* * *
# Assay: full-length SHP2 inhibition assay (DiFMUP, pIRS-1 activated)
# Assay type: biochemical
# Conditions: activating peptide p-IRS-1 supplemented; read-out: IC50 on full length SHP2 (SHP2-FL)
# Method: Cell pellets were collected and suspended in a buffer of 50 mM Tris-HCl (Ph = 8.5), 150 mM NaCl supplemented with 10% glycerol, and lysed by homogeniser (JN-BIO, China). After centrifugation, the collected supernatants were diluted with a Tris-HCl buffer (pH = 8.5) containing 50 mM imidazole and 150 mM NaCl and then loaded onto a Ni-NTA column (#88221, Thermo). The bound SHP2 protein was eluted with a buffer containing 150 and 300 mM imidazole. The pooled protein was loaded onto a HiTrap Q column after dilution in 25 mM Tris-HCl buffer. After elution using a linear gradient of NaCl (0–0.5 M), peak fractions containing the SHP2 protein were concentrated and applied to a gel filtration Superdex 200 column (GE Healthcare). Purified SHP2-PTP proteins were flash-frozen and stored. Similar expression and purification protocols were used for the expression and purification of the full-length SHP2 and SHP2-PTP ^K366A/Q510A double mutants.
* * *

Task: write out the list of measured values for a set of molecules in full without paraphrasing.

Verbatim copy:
# Assay: full-length SHP2 inhibition assay (DiFMUP, pIRS-1 activated)
# Assay type: biochemical
# Conditions: activating peptide p-IRS-1 supplemented; read-out: IC50 on full length SHP2 (SHP2-FL)
# Method: Cell pellets were collected and suspended in a buffer of 50 mM Tris-HCl (Ph = 8.5), 150 mM NaCl supplemented with 10% glycerol, and lysed by homogeniser (JN-BIO, China). After centrifugation, the collected supernatants were diluted with a Tris-HCl buffer (pH = 8.5) containing 50 mM imidazole and 150 mM NaCl and then loaded onto a Ni-NTA column (#88221, Thermo). The bound SHP2 protein was eluted with a buffer containing 150 and 300 mM imidazole. The pooled protein was loaded onto a HiTrap Q column after dilution in 25 mM Tris-HCl buffer. After elution using a linear gradient of NaCl (0–0.5 M), peak fractions containing the SHP2 protein were concentrated and applied to a gel filtration Superdex 200 column (GE Healthcare). Purified SHP2-PTP proteins were flash-frozen and stored. Similar expression and purification protocols were used for the expression and purification of the full-length SHP2 and SHP2-PTP ^K366A/Q510A double mutants.